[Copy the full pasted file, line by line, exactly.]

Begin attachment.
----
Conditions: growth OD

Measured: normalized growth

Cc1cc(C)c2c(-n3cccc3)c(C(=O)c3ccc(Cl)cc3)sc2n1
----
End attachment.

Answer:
Conditions: growth OD

Measured: normalized growth

Cc1cc(C)c2c(-n3cccc3)c(C(=O)c3ccc(Cl)cc3)sc2n1